Friends say woman’s cancer treatment at UNC delayed by football game

jstancill@newsobserver.comOctober 17, 2013 

— At least one cancer patient was told her radiation treatment was postponed Thursday because of UNC-Chapel Hill’s night football game, friends say.

Kathleen Keating, an elder-care specialist from Chapel Hill, said her friend received a phone call Wednesday informing her that her radiation treatment scheduled for Thursday would have to be done another day because of the game.

“I think it’s criminal,” Keating said. “I like football, but it’s not even an equation you need to do in your head. Football versus cancer treatment? It’s just not a question.”

The unnamed patient was too ill to be interviewed Thursday, Keating said. She has Stage 4 breast cancer and is in considerable pain, Keating said.

Officials with UNC Health Care said they had planned for the night game for months and had not scheduled patients after 3:30 p.m. Thursday. The game’s kickoff was 7:45 p.m.

“We’ve been planning quite in advance for the fact that we wouldn’t want our patients in a major traffic jam,” said UNC Health Care spokeswoman Karen McCall.

She said most patients were never scheduled for late Thursday afternoon. Any last-minute rescheduling probably had to do with factors unrelated to the game, McCall said.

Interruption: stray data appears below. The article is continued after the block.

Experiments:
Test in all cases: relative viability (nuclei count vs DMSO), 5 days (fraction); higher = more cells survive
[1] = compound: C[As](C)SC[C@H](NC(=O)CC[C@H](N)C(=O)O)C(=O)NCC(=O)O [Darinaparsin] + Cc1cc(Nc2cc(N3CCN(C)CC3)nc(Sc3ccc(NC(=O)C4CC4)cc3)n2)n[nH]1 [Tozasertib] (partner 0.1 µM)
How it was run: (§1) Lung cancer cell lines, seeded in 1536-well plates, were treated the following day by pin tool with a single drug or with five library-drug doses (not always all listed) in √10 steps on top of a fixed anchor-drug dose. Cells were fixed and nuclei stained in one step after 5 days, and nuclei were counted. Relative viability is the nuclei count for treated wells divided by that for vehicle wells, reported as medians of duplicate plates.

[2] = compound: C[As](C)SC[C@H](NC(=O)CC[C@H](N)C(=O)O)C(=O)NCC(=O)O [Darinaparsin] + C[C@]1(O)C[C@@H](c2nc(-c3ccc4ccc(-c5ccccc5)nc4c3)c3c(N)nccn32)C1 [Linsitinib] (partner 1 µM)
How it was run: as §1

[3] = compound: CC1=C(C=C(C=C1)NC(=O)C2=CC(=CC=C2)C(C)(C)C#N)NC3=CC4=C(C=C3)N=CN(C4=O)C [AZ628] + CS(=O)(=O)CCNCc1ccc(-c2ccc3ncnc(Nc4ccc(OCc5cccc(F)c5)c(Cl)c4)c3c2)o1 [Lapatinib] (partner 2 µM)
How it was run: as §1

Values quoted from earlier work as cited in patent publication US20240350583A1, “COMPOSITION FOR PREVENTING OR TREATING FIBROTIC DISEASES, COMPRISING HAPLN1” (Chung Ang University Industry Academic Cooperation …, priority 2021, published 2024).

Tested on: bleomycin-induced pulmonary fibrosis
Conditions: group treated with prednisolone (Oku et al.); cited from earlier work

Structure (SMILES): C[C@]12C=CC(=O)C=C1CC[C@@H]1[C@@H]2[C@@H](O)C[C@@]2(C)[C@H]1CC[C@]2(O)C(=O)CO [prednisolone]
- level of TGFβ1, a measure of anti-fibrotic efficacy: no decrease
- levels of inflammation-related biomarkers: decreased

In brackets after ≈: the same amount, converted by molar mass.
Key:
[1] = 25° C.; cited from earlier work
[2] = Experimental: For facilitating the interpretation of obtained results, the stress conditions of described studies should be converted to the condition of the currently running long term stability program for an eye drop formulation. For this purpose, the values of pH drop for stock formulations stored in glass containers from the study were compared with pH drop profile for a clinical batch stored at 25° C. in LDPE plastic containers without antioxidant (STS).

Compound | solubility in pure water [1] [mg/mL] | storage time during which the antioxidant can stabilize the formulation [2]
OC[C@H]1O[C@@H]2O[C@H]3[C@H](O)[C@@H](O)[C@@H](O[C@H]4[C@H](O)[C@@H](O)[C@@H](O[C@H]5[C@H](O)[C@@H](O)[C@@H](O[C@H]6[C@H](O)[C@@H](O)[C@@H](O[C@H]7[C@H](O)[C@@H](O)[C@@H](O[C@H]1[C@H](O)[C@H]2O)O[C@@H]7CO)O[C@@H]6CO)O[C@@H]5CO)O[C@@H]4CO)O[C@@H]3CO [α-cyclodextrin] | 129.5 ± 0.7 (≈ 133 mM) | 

Scheduling was further complicated Wednesday, when a piece of radiation equipment went down, said Dr. Shelley Earp, director of the UNC Lineberger Comprehensive Cancer Center.

The radiation oncology clinics set up Saturday treatments to accommodate patients who could not be seen on Thursday, he said. Physicians determined who could wait “without harming their care,” he added.

“So it was a decision that was made by the providers,” Earp said. “Some of those people are going to have their therapy on Saturday. Some may not. It may not make a difference whether they have it every day. ... It was a considered decision.”

Earp said the clinics are used to working around other disruptions, such as holidays, weather events and other major university gatherings.

“We are who we are because of the university,” he said. “We are able to attract 300 world-class faculty who want to be in a university town. They could be anyplace in American, because they’re that quality.”

Earlier this week, university officials said they avoid midweek football games but that the Atlantic Coast Conference negotiates TV contracts.

Thursday’s nationally televised game between the Tar Heels and the University of Miami Hurricanes was during students’ fall break. It was the second Thursday football game in the campus’ history. The first was in 2009.

Keating said she calls on her friend every few days to check on her. She couldn’t believe it Wednesday when her friend said her upcoming radiation had been postponed.

“The system should not be doing this to people with cancer,” Keating said. “It’s just wrong.”

Stancill: 919-829-4559

News & Observer is pleased to provide this opportunity to share information, experiences and observations about what's in the news. Some of the comments may be reprinted elsewhere in the site or in the newspaper. We encourage lively, open debate on the issues of the day, and ask that you refrain from profanity, hate speech, personal comments and remarks that are off point. Thank you for taking the time to offer your thoughts.

Commenting FAQs | Terms of Service